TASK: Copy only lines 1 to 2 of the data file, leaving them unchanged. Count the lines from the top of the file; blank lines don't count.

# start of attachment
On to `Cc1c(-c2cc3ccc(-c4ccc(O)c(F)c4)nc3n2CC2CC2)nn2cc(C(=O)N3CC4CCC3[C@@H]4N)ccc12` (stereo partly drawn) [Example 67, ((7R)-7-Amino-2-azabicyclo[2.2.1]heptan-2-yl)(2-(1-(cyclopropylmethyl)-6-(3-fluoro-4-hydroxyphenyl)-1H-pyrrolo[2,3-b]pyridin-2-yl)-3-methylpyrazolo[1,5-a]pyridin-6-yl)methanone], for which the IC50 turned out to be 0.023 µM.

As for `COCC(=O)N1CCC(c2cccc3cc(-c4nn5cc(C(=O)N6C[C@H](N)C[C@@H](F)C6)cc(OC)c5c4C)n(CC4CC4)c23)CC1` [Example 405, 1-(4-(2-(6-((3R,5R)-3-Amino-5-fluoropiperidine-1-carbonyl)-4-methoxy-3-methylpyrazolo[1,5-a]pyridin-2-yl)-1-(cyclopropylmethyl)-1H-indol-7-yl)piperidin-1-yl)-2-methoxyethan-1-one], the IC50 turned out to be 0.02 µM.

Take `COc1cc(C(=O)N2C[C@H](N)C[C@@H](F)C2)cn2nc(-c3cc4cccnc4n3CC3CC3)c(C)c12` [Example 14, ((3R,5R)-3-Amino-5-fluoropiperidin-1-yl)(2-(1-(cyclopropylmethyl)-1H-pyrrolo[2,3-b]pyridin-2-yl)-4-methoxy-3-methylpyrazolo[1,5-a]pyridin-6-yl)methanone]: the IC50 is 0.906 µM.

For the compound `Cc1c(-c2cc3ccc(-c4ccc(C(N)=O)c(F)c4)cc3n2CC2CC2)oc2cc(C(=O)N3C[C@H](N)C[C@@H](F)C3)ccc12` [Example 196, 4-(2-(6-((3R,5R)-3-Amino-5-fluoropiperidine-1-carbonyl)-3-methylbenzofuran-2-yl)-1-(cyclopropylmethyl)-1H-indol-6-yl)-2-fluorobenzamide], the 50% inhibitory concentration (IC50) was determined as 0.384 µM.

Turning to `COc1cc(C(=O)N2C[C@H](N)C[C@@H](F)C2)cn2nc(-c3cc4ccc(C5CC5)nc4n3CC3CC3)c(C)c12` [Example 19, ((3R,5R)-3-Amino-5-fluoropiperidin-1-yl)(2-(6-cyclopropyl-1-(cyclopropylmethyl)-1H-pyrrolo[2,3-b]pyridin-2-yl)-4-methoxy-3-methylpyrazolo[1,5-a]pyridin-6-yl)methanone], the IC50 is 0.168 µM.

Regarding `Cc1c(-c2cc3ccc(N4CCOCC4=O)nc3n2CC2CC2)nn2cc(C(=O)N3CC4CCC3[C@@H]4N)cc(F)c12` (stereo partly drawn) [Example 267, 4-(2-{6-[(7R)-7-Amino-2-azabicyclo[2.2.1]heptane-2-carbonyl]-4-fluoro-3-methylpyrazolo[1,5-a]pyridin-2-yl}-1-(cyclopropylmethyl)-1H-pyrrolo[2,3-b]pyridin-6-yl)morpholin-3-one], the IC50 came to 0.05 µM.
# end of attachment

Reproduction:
On to `Cc1c(-c2cc3ccc(-c4ccc(O)c(F)c4)nc3n2CC2CC2)nn2cc(C(=O)N3CC4CCC3[C@@H]4N)ccc12` (stereo partly drawn) [Example 67, ((7R)-7-Amino-2-azabicyclo[2.2.1]heptan-2-yl)(2-(1-(cyclopropylmethyl)-6-(3-fluoro-4-hydroxyphenyl)-1H-pyrrolo[2,3-b]pyridin-2-yl)-3-methylpyrazolo[1,5-a]pyridin-6-yl)methanone], for which the IC50 turned out to be 0.023 µM.

As for `COCC(=O)N1CCC(c2cccc3cc(-c4nn5cc(C(=O)N6C[C@H](N)C[C@@H](F)C6)cc(OC)c5c4C)n(CC4CC4)c23)CC1` [Example 405, 1-(4-(2-(6-((3R,5R)-3-Amino-5-fluoropiperidine-1-carbonyl)-4-methoxy-3-methylpyrazolo[1,5-a]pyridin-2-yl)-1-(cyclopropylmethyl)-1H-indol-7-yl)piperidin-1-yl)-2-methoxyethan-1-one], the IC50 turned out to be 0.02 µM.